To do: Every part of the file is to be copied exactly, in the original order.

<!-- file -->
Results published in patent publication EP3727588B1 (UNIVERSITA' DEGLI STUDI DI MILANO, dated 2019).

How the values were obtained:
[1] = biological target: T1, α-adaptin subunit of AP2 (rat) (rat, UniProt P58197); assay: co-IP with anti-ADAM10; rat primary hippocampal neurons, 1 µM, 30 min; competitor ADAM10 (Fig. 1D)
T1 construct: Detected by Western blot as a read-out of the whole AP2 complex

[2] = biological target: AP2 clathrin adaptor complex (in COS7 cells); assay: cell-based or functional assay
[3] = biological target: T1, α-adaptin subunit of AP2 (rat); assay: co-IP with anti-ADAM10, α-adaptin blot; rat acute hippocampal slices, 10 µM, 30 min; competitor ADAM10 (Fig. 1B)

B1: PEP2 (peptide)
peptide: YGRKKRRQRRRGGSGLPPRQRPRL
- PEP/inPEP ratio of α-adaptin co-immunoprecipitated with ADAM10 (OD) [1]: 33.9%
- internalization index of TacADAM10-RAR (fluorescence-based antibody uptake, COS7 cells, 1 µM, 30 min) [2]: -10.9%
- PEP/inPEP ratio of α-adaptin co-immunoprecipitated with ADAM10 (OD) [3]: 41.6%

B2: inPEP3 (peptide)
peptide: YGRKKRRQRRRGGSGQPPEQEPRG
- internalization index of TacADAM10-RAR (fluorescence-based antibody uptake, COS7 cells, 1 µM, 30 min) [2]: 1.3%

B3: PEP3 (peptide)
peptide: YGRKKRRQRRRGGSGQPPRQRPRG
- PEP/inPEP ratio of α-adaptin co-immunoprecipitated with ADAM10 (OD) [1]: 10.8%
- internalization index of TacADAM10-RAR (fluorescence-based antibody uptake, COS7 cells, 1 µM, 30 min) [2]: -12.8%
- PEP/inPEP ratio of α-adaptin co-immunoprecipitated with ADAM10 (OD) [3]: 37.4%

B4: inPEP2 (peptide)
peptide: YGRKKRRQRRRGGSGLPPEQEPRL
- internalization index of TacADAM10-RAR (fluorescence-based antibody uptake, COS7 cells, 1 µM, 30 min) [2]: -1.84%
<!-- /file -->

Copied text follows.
Results published in patent publication EP3727588B1 (UNIVERSITA' DEGLI STUDI DI MILANO, dated 2019).

How the values were obtained:
[1] = biological target: T1, α-adaptin subunit of AP2 (rat) (rat, UniProt P58197); assay: co-IP with anti-ADAM10; rat primary hippocampal neurons, 1 µM, 30 min; competitor ADAM10 (Fig. 1D)
T1 construct: Detected by Western blot as a read-out of the whole AP2 complex

[2] = biological target: AP2 clathrin adaptor complex (in COS7 cells); assay: cell-based or functional assay
[3] = biological target: T1, α-adaptin subunit of AP2 (rat); assay: co-IP with anti-ADAM10, α-adaptin blot; rat acute hippocampal slices, 10 µM, 30 min; competitor ADAM10 (Fig. 1B)

B1: PEP2 (peptide)
peptide: YGRKKRRQRRRGGSGLPPRQRPRL
- PEP/inPEP ratio of α-adaptin co-immunoprecipitated with ADAM10 (OD) [1]: 33.9%
- internalization index of TacADAM10-RAR (fluorescence-based antibody uptake, COS7 cells, 1 µM, 30 min) [2]: -10.9%
- PEP/inPEP ratio of α-adaptin co-immunoprecipitated with ADAM10 (OD) [3]: 41.6%

B2: inPEP3 (peptide)
peptide: YGRKKRRQRRRGGSGQPPEQEPRG
- internalization index of TacADAM10-RAR (fluorescence-based antibody uptake, COS7 cells, 1 µM, 30 min) [2]: 1.3%

B3: PEP3 (peptide)
peptide: YGRKKRRQRRRGGSGQPPRQRPRG
- PEP/inPEP ratio of α-adaptin co-immunoprecipitated with ADAM10 (OD) [1]: 10.8%
- internalization index of TacADAM10-RAR (fluorescence-based antibody uptake, COS7 cells, 1 µM, 30 min) [2]: -12.8%
- PEP/inPEP ratio of α-adaptin co-immunoprecipitated with ADAM10 (OD) [3]: 37.4%

B4: inPEP2 (peptide)
peptide: YGRKKRRQRRRGGSGLPPEQEPRL
- internalization index of TacADAM10-RAR (fluorescence-based antibody uptake, COS7 cells, 1 µM, 30 min) [2]: -1.84%